As an initial matter, this court agrees with the defendants cursory observation that this count seems like a breach of contract count dressed up as a federal securities claim. However, because the parties do not substantively address this issue, the court will not either. Nevertheless, the court agrees that the allegations fail to plead scienter under the PSLRA. The allegations simply state that Daubenspeck and Badger promised to transfer certain securities pursuant to the Consulting Agreement and that they failed to do so. The CAC is devoid of any facts from which one could ascertain a cogent and compelling inference of scienter. Accordingly, the motion to dismiss Count V is granted. The plaintiffs are granted 21 days from the date of entry of this order to replead.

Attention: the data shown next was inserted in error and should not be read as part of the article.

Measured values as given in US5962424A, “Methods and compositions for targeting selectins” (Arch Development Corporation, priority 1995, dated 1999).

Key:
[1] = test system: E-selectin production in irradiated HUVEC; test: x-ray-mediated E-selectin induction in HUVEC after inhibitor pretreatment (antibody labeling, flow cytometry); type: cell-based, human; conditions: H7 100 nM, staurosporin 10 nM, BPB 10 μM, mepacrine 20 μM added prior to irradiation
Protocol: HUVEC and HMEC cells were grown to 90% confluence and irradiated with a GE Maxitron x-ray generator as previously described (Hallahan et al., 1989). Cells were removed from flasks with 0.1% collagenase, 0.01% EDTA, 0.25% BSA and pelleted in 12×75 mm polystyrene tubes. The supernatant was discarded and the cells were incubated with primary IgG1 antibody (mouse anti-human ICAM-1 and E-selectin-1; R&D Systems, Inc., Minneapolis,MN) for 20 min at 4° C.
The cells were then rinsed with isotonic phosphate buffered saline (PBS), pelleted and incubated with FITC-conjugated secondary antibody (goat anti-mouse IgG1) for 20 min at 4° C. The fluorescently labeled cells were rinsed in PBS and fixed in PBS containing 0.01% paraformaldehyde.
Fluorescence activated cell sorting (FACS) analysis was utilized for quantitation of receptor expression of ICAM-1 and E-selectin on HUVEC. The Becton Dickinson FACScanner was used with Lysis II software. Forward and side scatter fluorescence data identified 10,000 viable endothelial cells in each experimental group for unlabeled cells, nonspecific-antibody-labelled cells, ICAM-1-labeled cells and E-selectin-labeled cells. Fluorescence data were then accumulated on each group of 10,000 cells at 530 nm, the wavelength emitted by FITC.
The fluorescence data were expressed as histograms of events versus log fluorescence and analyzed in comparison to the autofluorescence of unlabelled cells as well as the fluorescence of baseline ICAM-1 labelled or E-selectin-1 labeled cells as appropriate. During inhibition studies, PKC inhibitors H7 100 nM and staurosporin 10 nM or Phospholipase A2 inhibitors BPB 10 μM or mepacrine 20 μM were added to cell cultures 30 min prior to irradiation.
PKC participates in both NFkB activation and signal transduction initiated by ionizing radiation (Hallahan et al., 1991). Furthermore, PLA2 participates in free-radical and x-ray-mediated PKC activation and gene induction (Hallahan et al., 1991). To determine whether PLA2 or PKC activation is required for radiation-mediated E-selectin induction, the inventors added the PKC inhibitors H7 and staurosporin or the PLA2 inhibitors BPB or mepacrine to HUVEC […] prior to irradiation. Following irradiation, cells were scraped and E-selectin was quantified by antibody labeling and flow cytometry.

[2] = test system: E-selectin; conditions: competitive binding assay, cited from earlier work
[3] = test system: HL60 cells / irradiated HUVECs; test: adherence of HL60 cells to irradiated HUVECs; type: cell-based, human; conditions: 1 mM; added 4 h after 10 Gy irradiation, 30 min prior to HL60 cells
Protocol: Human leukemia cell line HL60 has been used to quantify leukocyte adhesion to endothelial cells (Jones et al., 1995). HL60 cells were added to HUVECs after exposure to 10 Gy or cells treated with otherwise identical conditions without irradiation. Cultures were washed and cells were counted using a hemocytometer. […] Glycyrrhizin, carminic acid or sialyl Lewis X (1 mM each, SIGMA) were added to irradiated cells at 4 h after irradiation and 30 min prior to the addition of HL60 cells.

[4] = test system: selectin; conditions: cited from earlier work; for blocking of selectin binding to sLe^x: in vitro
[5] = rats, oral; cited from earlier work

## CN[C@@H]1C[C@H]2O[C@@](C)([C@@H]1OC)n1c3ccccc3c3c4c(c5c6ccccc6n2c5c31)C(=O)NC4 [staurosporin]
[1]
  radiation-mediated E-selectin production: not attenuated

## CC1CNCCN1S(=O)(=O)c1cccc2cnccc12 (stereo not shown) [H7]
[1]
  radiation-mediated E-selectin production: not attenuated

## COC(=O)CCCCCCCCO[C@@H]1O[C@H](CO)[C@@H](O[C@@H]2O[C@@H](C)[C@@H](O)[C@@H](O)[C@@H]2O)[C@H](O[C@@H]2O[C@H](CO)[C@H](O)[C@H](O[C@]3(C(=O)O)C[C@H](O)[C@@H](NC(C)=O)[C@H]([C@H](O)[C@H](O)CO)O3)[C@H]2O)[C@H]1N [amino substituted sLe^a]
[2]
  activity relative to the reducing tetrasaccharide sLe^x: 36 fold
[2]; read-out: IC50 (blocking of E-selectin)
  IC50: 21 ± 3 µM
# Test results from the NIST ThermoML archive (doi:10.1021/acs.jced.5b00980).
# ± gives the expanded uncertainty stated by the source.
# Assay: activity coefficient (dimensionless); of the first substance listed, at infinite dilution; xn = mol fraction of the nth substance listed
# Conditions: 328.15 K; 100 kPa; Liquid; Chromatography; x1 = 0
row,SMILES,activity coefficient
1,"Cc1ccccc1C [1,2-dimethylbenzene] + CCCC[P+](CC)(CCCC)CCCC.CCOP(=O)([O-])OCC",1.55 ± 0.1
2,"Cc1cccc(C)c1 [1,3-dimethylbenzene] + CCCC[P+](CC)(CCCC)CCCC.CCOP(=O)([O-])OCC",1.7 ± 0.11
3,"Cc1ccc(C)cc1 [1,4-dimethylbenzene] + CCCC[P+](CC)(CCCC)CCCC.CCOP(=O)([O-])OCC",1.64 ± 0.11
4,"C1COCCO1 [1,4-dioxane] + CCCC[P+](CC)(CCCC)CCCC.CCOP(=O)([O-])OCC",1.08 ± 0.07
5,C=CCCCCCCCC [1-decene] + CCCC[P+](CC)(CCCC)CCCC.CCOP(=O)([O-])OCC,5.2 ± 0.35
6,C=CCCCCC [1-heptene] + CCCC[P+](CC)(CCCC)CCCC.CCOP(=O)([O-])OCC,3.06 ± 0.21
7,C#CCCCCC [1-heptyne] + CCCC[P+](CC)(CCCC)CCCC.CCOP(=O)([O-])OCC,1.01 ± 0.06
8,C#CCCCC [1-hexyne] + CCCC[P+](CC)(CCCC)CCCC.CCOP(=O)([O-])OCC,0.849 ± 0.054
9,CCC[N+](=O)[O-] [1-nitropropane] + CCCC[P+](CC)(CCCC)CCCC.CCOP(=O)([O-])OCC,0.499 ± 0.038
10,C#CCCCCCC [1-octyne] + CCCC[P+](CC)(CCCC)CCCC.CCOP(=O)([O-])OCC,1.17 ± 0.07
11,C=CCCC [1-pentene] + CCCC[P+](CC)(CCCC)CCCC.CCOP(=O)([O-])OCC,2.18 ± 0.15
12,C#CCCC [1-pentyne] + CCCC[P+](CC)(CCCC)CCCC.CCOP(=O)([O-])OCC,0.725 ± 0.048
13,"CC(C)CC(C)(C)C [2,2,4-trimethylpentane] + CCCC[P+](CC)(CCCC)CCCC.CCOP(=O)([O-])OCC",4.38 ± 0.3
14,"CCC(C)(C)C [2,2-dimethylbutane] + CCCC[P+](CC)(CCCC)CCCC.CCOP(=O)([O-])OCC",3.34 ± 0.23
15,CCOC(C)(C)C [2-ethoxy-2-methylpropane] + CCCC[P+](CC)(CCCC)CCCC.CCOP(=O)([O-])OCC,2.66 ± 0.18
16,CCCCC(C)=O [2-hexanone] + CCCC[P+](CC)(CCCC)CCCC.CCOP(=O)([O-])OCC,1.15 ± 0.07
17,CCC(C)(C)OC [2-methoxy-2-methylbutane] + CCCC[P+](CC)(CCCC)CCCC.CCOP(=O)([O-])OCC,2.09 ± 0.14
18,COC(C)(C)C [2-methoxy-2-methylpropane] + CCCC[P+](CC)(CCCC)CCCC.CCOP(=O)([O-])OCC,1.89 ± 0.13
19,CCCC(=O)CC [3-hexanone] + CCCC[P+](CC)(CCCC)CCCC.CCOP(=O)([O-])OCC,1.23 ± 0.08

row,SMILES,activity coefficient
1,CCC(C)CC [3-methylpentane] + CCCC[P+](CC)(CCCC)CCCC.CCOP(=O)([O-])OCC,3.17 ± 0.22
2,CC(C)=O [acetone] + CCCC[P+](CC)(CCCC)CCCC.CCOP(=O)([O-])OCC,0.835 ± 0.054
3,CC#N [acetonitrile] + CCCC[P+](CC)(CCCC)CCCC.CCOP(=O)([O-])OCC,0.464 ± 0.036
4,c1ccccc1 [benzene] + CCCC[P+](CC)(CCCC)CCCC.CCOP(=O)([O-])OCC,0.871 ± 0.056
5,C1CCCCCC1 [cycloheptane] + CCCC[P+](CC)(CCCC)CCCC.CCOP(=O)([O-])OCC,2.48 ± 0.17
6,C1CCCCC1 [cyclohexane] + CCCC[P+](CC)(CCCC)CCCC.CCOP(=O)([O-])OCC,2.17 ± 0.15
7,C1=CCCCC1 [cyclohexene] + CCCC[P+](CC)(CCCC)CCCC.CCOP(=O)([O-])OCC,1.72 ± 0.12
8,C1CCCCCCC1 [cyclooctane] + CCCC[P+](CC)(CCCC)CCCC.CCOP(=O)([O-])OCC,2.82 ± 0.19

D. Counts I, II, and VI--State Law Claims

The plaintiffs also allege in the CAC three state law claims for breach of contract, breach of fiduciary duty and common law fraud. Because the court has dismissed without prejudice the federal claims, it declines to exercise supplemental jurisdiction over the state law claims.

IV. Conclusion

For the reasons stated herein, the defendants' motion to dismiss [26-1] is granted in part. The plaintiffs are given 21 days from the date of entry of this order to replead.

Blanche M. Manning United States District Judge